By KRIS KOSACH
Special to The Union Democrat
One hundred years ago this weekend, the RMS Titanic sank to the bottom of the North Atlantic and — while movies, documentaries, and even a memorial cruise will commemorate the tragedy — it is unlikely any will mention Tuolumne County native and Titanic survivor Washington Dodge.
Dodge was born near Jamestown in 1859 to Eliza and Mark Tyler Dodge. His father initially came to the area from New York during the Gold Rush, but remained in the area where he ran a successful medical practice.
Dodge attended Sonora public schools, where according to a 1998 Union Democrat article written by Tuolumne County Historian Carlo DeFerrari, Dodge’s mother was also a teacher.
After Mark Dodge died in 1866, the family moved to the Bay Area. The Tuolumne County Historical Society reports that they often returned to Sonora to visit relatives, most notably Eliza’s brother, Tuolumne County District Attorney Edwin Rogers.
Washington Dodge studied medicine at the University of California, but by 1896 he had moved into politics as San Francisco’s Tax Assessor.
During a citywide corruption scandal, Dodge was called to defend himself by a grand jury. He was cleared of any wrongdoing, but the incident may have contributed to his declining health.
In early 1912, along with his second wife, Ruth, and their 4-year-old son Washington Jr., Dodge sought medical treatment in Paris.
Upon their return, the family purchased first-class tickets on board the maiden voyage of the Titanic.
Women and children first
Four days into her maiden voyage, the Titanic hit an iceberg in the North Atlantic. That was at 11:40 p.m. on April 14.
As the situation went from bad to worse, and it became evident the ship was sinking, Ruth Dodge, and her son were among the first to enter a life raft.
Male passengers were told to “stand back” in order to accommodate the maritime law of women and children first.
Nevertheless, on the starboard side of the ship, rafts were being lowered at a fraction of their capacity, and a number of men were allowed to board.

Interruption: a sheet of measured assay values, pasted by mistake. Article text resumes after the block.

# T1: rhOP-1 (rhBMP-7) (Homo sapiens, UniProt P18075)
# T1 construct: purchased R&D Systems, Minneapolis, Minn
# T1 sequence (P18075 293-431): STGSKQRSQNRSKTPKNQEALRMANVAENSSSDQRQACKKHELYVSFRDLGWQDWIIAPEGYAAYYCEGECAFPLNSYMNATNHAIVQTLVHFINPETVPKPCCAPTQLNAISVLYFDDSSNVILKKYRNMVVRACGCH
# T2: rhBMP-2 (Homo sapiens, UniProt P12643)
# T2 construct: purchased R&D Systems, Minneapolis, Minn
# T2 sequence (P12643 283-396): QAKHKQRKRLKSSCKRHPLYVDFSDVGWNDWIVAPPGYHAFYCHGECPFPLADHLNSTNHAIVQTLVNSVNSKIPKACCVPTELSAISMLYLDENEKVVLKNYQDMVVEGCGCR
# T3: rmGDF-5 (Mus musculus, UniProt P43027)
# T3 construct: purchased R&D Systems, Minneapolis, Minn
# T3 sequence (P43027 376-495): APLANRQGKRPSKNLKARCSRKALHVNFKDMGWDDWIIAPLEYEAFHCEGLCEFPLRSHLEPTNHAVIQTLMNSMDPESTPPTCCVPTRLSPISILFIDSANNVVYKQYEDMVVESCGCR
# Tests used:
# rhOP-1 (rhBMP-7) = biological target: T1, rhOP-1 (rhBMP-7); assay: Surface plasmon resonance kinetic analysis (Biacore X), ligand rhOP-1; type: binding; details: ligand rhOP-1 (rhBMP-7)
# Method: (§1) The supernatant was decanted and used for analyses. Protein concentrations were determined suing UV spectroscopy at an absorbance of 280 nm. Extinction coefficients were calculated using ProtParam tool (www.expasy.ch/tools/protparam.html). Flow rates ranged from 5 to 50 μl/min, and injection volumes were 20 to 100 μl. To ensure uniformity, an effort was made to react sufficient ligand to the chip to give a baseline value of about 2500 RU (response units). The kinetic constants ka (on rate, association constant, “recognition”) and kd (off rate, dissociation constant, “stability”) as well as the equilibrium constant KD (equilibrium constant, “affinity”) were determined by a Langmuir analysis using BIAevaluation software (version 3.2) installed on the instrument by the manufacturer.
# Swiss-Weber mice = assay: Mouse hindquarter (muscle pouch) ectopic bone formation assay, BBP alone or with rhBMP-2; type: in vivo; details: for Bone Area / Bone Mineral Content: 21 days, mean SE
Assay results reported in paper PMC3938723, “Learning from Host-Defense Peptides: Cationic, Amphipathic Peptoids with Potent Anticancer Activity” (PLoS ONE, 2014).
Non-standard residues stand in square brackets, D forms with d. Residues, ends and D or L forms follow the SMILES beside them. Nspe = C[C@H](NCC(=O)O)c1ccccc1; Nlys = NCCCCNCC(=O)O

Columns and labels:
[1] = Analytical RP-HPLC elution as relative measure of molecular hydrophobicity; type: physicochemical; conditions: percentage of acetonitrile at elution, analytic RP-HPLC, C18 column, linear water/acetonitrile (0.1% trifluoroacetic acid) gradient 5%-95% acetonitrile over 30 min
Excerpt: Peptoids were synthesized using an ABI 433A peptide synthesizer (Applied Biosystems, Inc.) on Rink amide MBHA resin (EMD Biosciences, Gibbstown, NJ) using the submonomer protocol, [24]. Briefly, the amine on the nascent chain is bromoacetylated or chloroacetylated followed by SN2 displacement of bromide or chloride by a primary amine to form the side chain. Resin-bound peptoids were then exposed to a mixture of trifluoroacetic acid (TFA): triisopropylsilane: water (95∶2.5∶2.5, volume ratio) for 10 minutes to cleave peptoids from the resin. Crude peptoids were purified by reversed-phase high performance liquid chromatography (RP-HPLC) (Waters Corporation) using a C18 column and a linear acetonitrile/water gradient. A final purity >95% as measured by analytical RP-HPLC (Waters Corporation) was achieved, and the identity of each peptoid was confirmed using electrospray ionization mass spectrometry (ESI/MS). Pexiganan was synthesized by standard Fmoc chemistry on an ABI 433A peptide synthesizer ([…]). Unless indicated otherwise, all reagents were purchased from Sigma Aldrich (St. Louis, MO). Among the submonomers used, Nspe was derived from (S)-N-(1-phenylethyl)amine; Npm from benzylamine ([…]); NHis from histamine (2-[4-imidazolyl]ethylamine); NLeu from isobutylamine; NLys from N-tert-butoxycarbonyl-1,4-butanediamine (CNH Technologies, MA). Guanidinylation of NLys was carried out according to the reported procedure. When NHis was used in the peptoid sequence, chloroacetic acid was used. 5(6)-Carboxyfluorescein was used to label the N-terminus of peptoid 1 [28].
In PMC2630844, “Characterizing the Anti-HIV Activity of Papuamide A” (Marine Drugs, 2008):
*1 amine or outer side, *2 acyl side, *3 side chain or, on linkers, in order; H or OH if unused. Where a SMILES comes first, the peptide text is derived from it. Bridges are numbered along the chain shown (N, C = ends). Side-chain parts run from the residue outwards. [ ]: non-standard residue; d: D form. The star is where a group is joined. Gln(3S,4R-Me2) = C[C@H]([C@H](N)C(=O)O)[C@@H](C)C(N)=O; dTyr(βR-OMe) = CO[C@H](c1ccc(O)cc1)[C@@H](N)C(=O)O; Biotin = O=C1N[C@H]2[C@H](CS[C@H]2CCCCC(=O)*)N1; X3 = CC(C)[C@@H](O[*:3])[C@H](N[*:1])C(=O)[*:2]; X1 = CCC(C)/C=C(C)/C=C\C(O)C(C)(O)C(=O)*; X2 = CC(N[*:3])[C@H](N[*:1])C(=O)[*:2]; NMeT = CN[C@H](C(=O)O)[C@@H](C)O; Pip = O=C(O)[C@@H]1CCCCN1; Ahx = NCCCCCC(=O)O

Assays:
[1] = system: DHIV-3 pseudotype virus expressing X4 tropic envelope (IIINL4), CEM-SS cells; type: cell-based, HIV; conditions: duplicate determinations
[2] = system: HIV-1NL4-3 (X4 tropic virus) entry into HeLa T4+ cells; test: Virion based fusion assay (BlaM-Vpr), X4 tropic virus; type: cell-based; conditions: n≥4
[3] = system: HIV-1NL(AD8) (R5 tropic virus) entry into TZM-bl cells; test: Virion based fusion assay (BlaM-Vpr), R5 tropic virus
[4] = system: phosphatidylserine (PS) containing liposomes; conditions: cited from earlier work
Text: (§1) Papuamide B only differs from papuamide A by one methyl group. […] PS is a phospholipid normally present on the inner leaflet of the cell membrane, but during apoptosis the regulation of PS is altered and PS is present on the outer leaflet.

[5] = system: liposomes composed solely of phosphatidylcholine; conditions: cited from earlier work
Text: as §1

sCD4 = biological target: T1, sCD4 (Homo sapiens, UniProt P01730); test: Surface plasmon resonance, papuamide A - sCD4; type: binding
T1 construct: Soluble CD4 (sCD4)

Over the years, there has been speculation that some male passengers used questionable tactics in order to escape, including dressing up as women. However, no notable source has ever given the story credence.
Still, there are varying reports as to how Doctor Dodge came to find a seat in Life Raft 13. Frederick Dent Ray was a First Class Steward aboard the Titanic and knew the Dodge’s quite well.
During the 1912 US Senate inquiry on the disaster, Dent testified he pushed Dodge into the boat.
Another account maintains an officer ordered Dodge into the boat to accompany unattended children.
The doctor himself claimed a crewman told him to “tumble in” and he did. Other notable survivors in Life Raft 13 included schoolteacher Lawrence Beesley, who wrote a successful book about his experience, and Reginald Lee, one of the two lookouts who first spotted the iceberg.
Cries wafted across the waters
Surviving the tragedy when so many women and children perished weighed heavily on Dodge.
A month after the sinking, he gave a heartfelt address to the San Francisco Commonwealth Club, where he reportedly broke down in tears as he recounted the “faint, yet distinct cries which were wafted across the waters.”
Dodge’s account of the Titanic disaster has been well documented. Historians often cite his eyewitness account of a Titanic officer’s alleged shooting of passengers before turning the gun on himself.
Numerous websites, books and articles continue to examine the case.
Dodge went on to become a successful banker and President of the Federal Telegraph Company. In 1919, he resigned his post after being sued for allegedly withholding information from stockholders.
Five months later, Dodge committed suicide. His death certificate states he was “mentally unbalanced.”
The Dodges’ story may have faded into obscurity with the passage of a century, but one vestige of their journey recently made global headlines.
It was a first-class menu from the Titanic’s final luncheon. Among the offerings: Corned Ox Tongue, Grilled Mutton Chops, and a Scottish fowl soup called “Cockie Leekie.”
Ruth Dodge had slipped the menu in her purse as a souvenir after lunch, according to various news reports.
The Dodge’s menu, considered extremely rare by collectors, sold at auction for more than $120,000 on March 31.
Kris Kosach, a graduate of Summerville High School, is an Atlanta-based freelance writer, DJ and occasional TV personality. She is also a confessed